Stay Warm at Home with Less Heat

The following post is from Lindsey M. Roberts, a freelance writer covering design & décor:

 

house covered in snow

 

I’d rather spend less money on heating during the winter and more money on throw pillows, wouldn’t you? Here are a number of ways to warm up your winter home, either temperature-wise (lighting a fire) or psychologically (lighting candles):

1. Light a fire

If you have a fireplace, light a fire at night for warmth and coziness and a good setting for family game night.

2. Light some candles

Candles add visual warmth, and when your home feels more cozy and warm, you might not notice that the heat is turned down a few degrees.

throw on sofa
source: West Elm

3. Drape throws everywhere

Hang them on sofa arms, chair backs, roll them up in baskets, and use them anywhere you’re relaxing. Looking for more creative uses for throws? Review these six other ideas for throws from a couple months ago.

4. Roll out rugs in layers

Layer, layer, layer! We say this mantra when preparing for inclement weather, but we could also say it when preparing for cold homes. Layer thin fabric rugs over sisal, and you’ll limit the amount of cold floor touching bare feet.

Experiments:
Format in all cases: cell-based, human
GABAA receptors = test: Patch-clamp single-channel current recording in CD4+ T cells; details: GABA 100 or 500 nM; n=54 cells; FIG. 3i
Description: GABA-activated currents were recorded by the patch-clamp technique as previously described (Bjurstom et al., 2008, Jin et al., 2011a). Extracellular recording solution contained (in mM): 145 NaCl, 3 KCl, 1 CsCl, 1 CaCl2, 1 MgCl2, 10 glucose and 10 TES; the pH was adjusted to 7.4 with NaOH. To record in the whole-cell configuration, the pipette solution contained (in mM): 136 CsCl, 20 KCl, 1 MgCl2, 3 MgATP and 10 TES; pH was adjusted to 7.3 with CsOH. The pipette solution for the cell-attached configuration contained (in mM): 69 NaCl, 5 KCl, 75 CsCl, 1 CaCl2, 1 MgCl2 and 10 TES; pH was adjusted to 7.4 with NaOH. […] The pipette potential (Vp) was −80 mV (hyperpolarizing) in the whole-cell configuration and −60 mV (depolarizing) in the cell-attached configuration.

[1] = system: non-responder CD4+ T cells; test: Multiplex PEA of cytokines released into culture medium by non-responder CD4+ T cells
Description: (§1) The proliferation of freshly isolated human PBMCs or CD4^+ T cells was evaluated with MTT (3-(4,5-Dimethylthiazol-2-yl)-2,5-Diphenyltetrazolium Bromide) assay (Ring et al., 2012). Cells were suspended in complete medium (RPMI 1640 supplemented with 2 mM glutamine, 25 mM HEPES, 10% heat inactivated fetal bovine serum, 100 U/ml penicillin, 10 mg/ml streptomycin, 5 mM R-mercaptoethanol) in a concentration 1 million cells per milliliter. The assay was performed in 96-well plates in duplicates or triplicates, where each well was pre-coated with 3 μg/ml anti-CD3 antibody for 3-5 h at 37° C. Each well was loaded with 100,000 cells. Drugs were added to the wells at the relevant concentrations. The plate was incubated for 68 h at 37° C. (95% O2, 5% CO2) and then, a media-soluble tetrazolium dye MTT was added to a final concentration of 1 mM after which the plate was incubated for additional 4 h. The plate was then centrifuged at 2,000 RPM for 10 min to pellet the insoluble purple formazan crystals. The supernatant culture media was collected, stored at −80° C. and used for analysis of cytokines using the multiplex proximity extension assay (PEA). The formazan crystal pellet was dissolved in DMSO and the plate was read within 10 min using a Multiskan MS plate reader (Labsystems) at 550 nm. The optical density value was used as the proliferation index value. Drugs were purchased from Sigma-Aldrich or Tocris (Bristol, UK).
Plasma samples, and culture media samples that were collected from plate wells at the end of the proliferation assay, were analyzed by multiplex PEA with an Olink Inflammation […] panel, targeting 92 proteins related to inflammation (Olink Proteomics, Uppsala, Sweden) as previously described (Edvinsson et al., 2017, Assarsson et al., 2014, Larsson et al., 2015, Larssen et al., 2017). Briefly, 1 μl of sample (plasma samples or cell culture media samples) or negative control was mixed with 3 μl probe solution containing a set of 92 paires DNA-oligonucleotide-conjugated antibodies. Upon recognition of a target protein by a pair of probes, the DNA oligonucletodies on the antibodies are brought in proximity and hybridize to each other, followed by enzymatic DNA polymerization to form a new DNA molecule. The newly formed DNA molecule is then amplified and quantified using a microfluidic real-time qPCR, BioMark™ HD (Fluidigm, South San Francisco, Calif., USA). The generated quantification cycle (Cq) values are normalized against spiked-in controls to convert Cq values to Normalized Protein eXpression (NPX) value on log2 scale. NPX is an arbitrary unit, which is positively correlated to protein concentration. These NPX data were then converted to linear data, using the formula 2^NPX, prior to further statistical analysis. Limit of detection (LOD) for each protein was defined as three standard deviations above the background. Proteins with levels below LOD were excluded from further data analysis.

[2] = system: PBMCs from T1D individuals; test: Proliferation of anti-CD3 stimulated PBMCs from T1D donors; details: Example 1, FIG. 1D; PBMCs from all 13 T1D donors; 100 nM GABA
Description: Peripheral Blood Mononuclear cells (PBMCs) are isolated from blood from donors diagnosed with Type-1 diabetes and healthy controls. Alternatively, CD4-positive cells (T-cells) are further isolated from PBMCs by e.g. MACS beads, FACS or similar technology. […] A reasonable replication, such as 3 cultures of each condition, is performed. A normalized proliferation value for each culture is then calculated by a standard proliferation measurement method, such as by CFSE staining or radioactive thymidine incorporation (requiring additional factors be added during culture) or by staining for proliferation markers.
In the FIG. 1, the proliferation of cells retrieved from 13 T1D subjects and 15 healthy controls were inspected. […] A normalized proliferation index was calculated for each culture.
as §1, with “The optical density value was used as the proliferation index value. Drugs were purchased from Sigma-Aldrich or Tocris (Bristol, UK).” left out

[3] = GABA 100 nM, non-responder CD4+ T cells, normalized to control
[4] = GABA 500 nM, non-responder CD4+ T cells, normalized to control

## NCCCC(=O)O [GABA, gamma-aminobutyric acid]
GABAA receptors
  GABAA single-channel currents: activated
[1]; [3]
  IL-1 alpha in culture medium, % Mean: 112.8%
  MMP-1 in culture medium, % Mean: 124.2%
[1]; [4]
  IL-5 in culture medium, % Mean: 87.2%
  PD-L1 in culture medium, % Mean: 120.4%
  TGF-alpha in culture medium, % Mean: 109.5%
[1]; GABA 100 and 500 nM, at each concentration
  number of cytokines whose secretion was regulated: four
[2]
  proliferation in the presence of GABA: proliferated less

flannel sheets
source: L.L. Bean

5. Layer your bed

Invest in some good flannel sheets, and then pile on duvet covers and even an electric blanket. I’ve talked to many people who use electric blankets at night and turn the heat way down. It’s a more comfortable way to sleep without dressing for snow camping.

tea and a candle
source: A Girl With Tea

6. Enjoy your tea and coffee.

Warm liquids equal warm bodies. Stock up on a variety of tea for the winter and you’ll look forward to an evening cup of tea while relaxing or before bed.

7. Bake some cookies!

Yummy food also keeps our bodies warm in the cold, and baking warms up the kitchen. This is a good excuse to cook and bake for your family or others.

8. Work out every day

I used to live in Massachusetts, and my motivation for going to the gym—even if I had to bundle to go out in the windy cold—was that I knew I’d break a sweat. Burning calories will help work off those cookies (see #7) and warm your whole body up.

How do you keep warm without turning up the thermostat in the winter?

Lindsey M. Roberts has covered design, décor, and homes from Washington state to Washington, D.C., writing for publications such as Seattle Homes & Lifestyles, Apartment Therapy, The Washington Post, and Preservation magazine and editing publications for Hanley Wood.

 

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